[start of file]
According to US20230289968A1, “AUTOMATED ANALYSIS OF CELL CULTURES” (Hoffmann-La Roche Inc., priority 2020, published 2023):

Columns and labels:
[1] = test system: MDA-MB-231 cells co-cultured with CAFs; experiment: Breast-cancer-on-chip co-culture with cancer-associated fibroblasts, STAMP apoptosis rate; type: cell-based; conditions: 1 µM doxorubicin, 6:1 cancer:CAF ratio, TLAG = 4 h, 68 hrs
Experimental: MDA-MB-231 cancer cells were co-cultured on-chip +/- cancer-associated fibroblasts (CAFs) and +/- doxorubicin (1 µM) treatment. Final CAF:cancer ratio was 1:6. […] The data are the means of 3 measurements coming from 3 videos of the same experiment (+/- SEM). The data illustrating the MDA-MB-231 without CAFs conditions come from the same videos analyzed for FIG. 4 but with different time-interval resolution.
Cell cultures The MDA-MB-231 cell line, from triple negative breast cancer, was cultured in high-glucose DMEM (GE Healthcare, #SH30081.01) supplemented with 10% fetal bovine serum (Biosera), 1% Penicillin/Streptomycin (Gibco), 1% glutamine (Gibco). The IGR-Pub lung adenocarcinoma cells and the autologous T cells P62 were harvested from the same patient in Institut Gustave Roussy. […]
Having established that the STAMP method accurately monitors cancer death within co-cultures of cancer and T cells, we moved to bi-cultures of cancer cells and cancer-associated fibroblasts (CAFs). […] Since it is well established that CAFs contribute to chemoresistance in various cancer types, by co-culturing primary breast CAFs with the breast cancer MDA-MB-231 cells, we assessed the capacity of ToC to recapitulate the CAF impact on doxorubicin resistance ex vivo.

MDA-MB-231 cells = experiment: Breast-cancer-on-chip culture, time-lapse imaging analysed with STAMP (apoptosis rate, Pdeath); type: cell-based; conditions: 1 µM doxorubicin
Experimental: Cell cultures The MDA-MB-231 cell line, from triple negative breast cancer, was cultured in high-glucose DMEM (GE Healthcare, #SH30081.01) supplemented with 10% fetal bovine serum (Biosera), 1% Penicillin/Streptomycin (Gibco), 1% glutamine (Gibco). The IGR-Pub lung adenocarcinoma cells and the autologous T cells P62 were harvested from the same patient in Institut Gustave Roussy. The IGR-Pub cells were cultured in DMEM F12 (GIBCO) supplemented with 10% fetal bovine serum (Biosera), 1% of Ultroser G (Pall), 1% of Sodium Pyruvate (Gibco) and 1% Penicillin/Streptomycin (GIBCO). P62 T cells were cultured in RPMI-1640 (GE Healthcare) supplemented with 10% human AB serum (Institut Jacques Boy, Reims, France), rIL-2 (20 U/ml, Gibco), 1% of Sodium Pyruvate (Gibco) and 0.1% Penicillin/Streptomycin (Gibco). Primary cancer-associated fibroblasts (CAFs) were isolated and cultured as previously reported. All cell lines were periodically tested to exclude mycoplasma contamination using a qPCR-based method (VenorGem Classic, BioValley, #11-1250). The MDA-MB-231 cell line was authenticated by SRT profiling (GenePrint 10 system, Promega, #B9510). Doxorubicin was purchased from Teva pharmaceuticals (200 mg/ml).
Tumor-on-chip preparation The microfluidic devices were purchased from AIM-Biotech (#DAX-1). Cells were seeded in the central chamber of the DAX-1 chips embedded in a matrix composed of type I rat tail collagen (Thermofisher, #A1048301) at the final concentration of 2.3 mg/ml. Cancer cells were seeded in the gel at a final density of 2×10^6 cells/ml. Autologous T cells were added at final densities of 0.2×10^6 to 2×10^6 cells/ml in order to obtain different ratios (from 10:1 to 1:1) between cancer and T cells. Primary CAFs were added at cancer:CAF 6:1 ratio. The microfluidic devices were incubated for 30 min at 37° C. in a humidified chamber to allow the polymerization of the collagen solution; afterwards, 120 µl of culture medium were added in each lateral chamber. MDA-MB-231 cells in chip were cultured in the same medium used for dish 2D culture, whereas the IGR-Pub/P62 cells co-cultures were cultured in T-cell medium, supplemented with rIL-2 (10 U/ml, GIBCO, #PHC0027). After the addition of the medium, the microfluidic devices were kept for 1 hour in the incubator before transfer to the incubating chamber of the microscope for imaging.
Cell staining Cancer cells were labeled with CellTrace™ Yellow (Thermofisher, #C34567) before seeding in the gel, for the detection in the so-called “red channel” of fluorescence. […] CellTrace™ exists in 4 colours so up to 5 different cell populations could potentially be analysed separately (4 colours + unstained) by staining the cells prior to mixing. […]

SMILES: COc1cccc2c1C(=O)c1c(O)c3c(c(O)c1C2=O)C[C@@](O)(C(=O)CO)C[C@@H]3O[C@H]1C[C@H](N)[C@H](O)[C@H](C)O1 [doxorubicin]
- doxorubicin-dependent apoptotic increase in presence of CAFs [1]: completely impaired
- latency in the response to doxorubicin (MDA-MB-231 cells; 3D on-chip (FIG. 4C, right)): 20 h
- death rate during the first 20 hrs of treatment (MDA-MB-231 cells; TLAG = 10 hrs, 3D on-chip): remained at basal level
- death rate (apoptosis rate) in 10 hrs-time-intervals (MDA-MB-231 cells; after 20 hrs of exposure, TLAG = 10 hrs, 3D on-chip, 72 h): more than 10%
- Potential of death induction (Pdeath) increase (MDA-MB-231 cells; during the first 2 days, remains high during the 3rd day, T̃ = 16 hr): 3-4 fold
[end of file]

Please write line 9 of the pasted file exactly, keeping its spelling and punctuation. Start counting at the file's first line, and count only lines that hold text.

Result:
Tumor-on-chip preparation The microfluidic devices were purchased from AIM-Biotech (#DAX-1). Cells were seeded in the central chamber of the DAX-1 chips embedded in a matrix composed of type I rat tail collagen (Thermofisher, #A1048301) at the final concentration of 2.3 mg/ml. Cancer cells were seeded in the gel at a final density of 2×10^6 cells/ml. Autologous T cells were added at final densities of 0.2×10^6 to 2×10^6 cells/ml in order to obtain different ratios (from 10:1 to 1:1) between cancer and T cells. Primary CAFs were added at cancer:CAF 6:1 ratio. The microfluidic devices were incubated for 30 min at 37° C. in a humidified chamber to allow the polymerization of the collagen solution; afterwards, 120 µl of culture medium were added in each lateral chamber. MDA-MB-231 cells in chip were cultured in the same medium used for dish 2D culture, whereas the IGR-Pub/P62 cells co-cultures were cultured in T-cell medium, supplemented with rIL-2 (10 U/ml, GIBCO, #PHC0027). After the addition of the medium, the microfluidic devices were kept for 1 hour in the incubator before transfer to the incubating chamber of the microscope for imaging.